Nonradiologist physicians do not receive enough formal training to warrant allowing them to interpret complex imaging studies.
That’s one of the key takeaways from a new study by Thomas Jefferson University Department of Radiology researchers, published Nov. 6 in the American Journal of Roentgenology. Poring over 2015 Medicare data from millions of CT, MRI, PET and general nuclear imaging tests, Kofi-Buaku Atsina and colleagues found that radiologists did, in fact, perform the vast majority of interpretations. But nonradiologists are still interpreting thousands of tests, presenting the quandary of whether policy changes are needed to help preserve patient safety and continuity of care.
“Aside from cardiologists, no other medical specialty provides sufficient education for their trainees in advanced imaging to justify allowing them to interpret these studies in practice, except under carefully controlled circumstances,” Atsina and colleagues wrote.
According to their analysis, nonradiologists interpreted about 126,000 (or 0.71%) of all CT scans in the Medicare fee-for-service population, compared to almost 17.7 million for radiologists. Numbers were similarly skewed for MRI exams (about 43,000 or 0.96% interpreted by non-radiologists) and PET scans (23,000 or 5.8%). Meanwhile, nonradiologist doctors interpreted about 760,000 (or 37%) of general nuclear medicine studies, according to the analysis of data from the CMS Physician/Supplier Procedure Summary Master Files.
Cardiologists accounted for the largest proportion, interpreting about 3% of all advanced imaging studies in 2015, with other physicians accounting for a “tiny fraction.”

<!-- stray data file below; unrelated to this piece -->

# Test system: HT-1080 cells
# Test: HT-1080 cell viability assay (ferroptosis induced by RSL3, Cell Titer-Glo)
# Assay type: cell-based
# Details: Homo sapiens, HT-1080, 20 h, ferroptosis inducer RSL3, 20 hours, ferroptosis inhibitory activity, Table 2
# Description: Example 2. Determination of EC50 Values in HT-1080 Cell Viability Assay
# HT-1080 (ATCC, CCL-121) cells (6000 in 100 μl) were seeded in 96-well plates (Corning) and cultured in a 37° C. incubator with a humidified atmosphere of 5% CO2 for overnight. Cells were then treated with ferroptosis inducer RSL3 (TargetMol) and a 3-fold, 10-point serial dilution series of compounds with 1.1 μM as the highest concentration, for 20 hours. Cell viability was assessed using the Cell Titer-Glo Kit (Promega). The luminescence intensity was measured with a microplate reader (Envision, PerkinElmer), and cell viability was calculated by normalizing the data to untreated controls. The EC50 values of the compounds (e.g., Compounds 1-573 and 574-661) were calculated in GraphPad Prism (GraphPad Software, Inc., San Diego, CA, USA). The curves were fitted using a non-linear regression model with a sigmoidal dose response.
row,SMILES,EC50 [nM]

The American College of Radiology’s Practice Parameters stipulate that nonradiologist physicians who intend to interpret CT or MRI scans should have read 500 of these studies in a supervised setting first, among other things. However, with so few of such studies interpreted by non-expert physicians in hospitals, these physicians “have limited (if any) opportunities to achieve the required 500 interpretations,” Atsina and colleagues wrote.
Also, radiology residency requires a minimum of 48 months of intense education. On the flipside, other residency programs “do not offer sufficient education in diagnostic imaging and depend heavily on short rotations through the radiology department, during which the resident is passively observing as opposed to actively involved, and proper imaging education is inconsistent.”
The authors conclude by arguing that policy levers may need to be pulled to ensure that advanced imaging studies are only interpreted by experts. As one example, commercial payers in Connecticut, Massachusetts, Pennsylvania and New Jersey have explored policies that restrict imaging privileges for clinicians who are not radiologists.
“If a hospital credentialing committee is too lax, or it grants privileges simply to entice physicians to admit their patients (so-called economic credentialing), inadequate imaging interpretation can result,” they concluded.